More change initiatives will turn on satisfying executives as to the risks being taken on (and the ways these will be managed or abated) rather than simply on financial business cases.
I say this because the last few years have seen this already emerge in connection with large scale program management exercises, and with substantial portfolio overhauls.
What was even more interesting was a tale told to me by a noted industry watcher and advisor, who related the story of a CEO who had deep misgivings about a planned venture.
The advisor demonstrated a technique — rapid fire questions — with the executive time, to help highlight the risk status of the venture. Within minutes the CEO was satisfied that the organization should not move forward. Subsequent events demonstrated that this was the correct decision.
So how does rapid fire risk assessment work?
The idea here is to prepare a question list with as many questions on it concerning potential risks — both arising from doing what is planned and by not doing it, and then from the way it is being approached — as you can.
Oddly enough, the goal is not to worry about the answers at this point (they will be validated later).
The real purpose of the rapid fire approach is to see how quickly a question is answered. If the team around the table is unable to answer a solid majority of the questions immediately upon each being asked, it is a substantial sign that the risks have not been properly assessed, and that a decision to defer or disallow the planned actions should immediately be made.
In the case of my colleague, his approach was to give the table five seconds to have an answer begin to come out (time spent going “umm”, “ahh”, “well…”, and so on did not count as ‘answering’). If an answer wasn’t underway, the question was given an “X” on his scoresheet and he asked the next question. A waffling answer would likewise be cut off and an “X” scored.
Any reasonable answer — whether it was right or wrong was resolutely not assessed at the time — was given a tick-mark and the questions continued.
Under no circumstances should answers be debated or even amplifications be taken during this process.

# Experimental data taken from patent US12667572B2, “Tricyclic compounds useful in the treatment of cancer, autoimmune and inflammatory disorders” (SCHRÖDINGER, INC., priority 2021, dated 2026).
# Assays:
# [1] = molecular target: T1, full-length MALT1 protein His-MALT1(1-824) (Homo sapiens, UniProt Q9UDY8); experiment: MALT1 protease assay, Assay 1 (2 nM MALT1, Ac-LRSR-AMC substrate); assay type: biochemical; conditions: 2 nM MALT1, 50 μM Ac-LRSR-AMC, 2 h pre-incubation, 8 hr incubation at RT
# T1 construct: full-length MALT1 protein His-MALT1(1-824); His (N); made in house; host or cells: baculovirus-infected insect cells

A scribe should record answers which earned a tick mark (and I believe recording the session is a key to capturing what is said, as the pace of the session makes it difficult for the scribe to keep up).
The session should not be given time to take a pause, as the goal is to find out if the answers are “at the team’s fingertips”, and any break in the pace of questioning gives people at the table time to anticipate possible questions and begin to rationalize answers.
The session continues until either the decision-maker terminates it, or the questions are exhausted.
A client once me asked how they know they have all the right questions on their list. It is necessary in this process to recognize that the list can never be “right”: it will always be incomplete. Nor should questions descend in deep details (this seems to always lead directly into a discussion of the points).
It is fairly easy to come up with 100 or so questions for a major initiative, drawing upon topic areas such as “change in the workplace”, “human resource issues”, “finance issues”, “schedule issues”, etc.
The goal in any event is not to be exhaustive: what you are looking for is the general tone (sounds prepared, or doesn’t sound prepared). As with a clinical trial process for medical research, negative results stop the initiative right then and there.
Also, there should not be a “standard question set” used in the enterprise, or else the meeting will occur with the standard questions ready to be answered (and you won’t learn if the risks have actually been considered, or just the questions prepared for).
Select someone not involved with the initiative to prepare a question set for the risk assessment meeting. Give them no “previous sets” to work from: you get far better results by letting their “thinking through” of potential risks drive the questions that are asked.
Previous question sets can be useful if a whole area that ought to be asked about is omitted, but review these after the session is held (and if the change initiative has survived its encounter with the rapid fire process).
The years which lie ahead — starting now, not some indefinite time in the future — will be filled with large and risky ventures. This is inherent in times of economic upheaval and turmoil.
Programs that survive the rapid fire technique are programs that can be driven to successful completion, for the confidence that the organization can handle the change grows through this type of process.
In the space of 90 minutes you can handle 100 questions (usually, 30-45 is more than sufficient): rapid fire risk assessment is not, in other words, a huge time demand on the relevant leadership team members. Give it a try and you too will master a very effective tool in your change management and approval process arsenal.
(Incidentally, this is an excellent technique to assess safe-fail experiment proposals as a source of innovation — indeed, for those who are wary of the technique, this might well make a safe-fail starting point.)